A MARD is a type of RSL, or more specifically, a supplement to a standard RSL that allows for quicker reserve extraction. An RSL pulls your reserve pin after you release your main canopy and is likely to deploy your reserve pilot chute more quickly than you could by pulling your reserve handle yourself.  (Although you should still pull your handle!) When using a traditional RSL, once the reserve pin is out, the jumper is no longer connected to the main canopy. When the main disconnects, the jumper goes back into freefall as the reserve deploys. This differs from a MARD system, which maintains a connection between the jumper and the cutaway main until the reserve leaves the freebag.

Since a MARD is an integrated part of an RSL, you would disconnect it in the same circumstances that you would a traditional RSL: When you don’t want an immediate reserve deployment after a cutaway. It is surprising how many jumpers don’t know that if they disconnect their RSLs, they are also disconnecting their MARDs. Remember: If you disconnect your RSL, you have disabled your MARD and it will not speed up your deployment when you pull your reserve handle.

Just as with a traditional RSL, there are very few circumstances in which it is not safer to leave a MARD attached. Canopy formation skydivers usually disconnect their RSLs/MARDs to prevent their reserves from firing when they are in close proximity to other jumpers (such as during a wrap or entanglement). For the same reason, jumpers who are flying high-performance canopies in a flock may opt to disconnect their RSLs/MARDs. For most other jumpers, years of accident reports support the use of an RSL or MARD in just about every situation.

Some jumpers argue that high-performance canopy pilots should not use RSLs/MARDS because immediate reserve deployment after cutting away from a violently spinning canopy may result in the reserve spinning. However, reports show that the use of an RSL/MARD would have prevented many fatal accidents in which the jumper cut away but did not deploy the reserve in time or at all. In some of those instances, the jumper may have been disoriented or unable to deploy the reserve due to being in a violent spin. Conversely, when jumpers cut away from rapidly spinning main canopies equipped with MARDs, they generally have clean reserve deployments or line twists that they are able to clear. There is only one recorded fatality (which occurred outside of the U.S.) in which a MARD-deployed reserve that the jumper loaded very heavily opened with uneven risers and line twists.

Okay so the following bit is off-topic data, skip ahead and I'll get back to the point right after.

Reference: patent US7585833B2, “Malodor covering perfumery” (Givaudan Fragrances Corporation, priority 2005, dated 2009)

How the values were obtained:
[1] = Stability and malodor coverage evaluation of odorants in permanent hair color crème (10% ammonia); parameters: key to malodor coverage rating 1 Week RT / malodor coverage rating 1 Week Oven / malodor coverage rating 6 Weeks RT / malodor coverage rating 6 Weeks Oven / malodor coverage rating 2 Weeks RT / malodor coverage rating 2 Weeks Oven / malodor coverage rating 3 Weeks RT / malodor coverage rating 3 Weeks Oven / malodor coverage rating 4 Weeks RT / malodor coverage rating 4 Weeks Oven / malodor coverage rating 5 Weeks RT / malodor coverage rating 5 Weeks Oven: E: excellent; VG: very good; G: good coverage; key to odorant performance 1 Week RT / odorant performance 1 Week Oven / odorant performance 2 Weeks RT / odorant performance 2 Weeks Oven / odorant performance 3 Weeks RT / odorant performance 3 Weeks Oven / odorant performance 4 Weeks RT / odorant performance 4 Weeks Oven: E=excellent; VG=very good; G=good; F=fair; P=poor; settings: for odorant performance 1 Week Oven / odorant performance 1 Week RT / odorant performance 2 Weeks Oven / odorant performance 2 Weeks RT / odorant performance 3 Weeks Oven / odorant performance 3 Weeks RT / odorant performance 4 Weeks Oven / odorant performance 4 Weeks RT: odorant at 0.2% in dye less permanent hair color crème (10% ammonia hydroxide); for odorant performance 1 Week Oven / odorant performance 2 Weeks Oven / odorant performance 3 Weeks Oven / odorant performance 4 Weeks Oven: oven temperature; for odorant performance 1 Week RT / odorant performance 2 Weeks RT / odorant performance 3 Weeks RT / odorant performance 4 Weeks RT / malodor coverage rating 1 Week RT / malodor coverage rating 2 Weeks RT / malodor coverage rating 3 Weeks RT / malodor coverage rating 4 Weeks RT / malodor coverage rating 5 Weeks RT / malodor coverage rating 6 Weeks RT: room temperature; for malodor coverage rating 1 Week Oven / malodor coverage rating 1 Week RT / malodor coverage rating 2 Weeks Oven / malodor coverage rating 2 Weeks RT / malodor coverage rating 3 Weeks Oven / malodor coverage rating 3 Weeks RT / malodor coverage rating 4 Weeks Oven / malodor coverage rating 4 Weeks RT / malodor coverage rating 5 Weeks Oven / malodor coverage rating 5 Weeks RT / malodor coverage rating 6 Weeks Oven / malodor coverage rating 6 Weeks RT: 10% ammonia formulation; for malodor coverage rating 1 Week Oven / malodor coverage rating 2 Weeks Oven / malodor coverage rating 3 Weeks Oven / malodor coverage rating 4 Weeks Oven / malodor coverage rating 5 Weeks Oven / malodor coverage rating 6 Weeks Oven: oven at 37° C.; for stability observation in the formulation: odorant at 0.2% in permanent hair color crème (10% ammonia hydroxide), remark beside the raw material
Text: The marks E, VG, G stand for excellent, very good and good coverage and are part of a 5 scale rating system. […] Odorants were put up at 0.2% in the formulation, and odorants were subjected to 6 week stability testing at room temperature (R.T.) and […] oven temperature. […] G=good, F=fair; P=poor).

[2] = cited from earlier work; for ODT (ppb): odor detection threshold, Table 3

A MARD by Any Other Name

Jumpers often use the name SkyHook generically to refer to a MARD. But just as Kleenex is the trademarked name of a brand of facial tissue, SkyHook is the trademarked name of a brand of MARD. SkyHook is the original MARD system, but since its introduction, many manufacturers have developed their own, unique MARDs that they market under brand names. Some of these are:

Ace—Peregrine Manufacturing (Glide)
Air Anchor—Strong Enterprises
Boost—Sunrise Manufacturing (Wings)
Mojo—Rigging Innovations (Curv)
SkyHook—Aerodyne Research (Icon), Sun Path Products (Javelin), United Parachute Technologies (Vector)
Trap—Mirage Systems

Understanding the basics of what a MARD is and how it works will increase your gear knowledge and consequently your safety while skydiving. It can save you in an emergency, though you should never rely on it to do so. Ask your rig manufacturer for details about your particular MARD system and how it works.

About the Author
Riley Marshall, C-45726, is the director of sales, marketing and all things random for Velocity Sports Equipment. She specializes in costume and inflatable jumps, and when she is not skydiving, she can be found climbing mountains, climbing rocks, skiing, kiteboarding, mountain biking and making bad puns.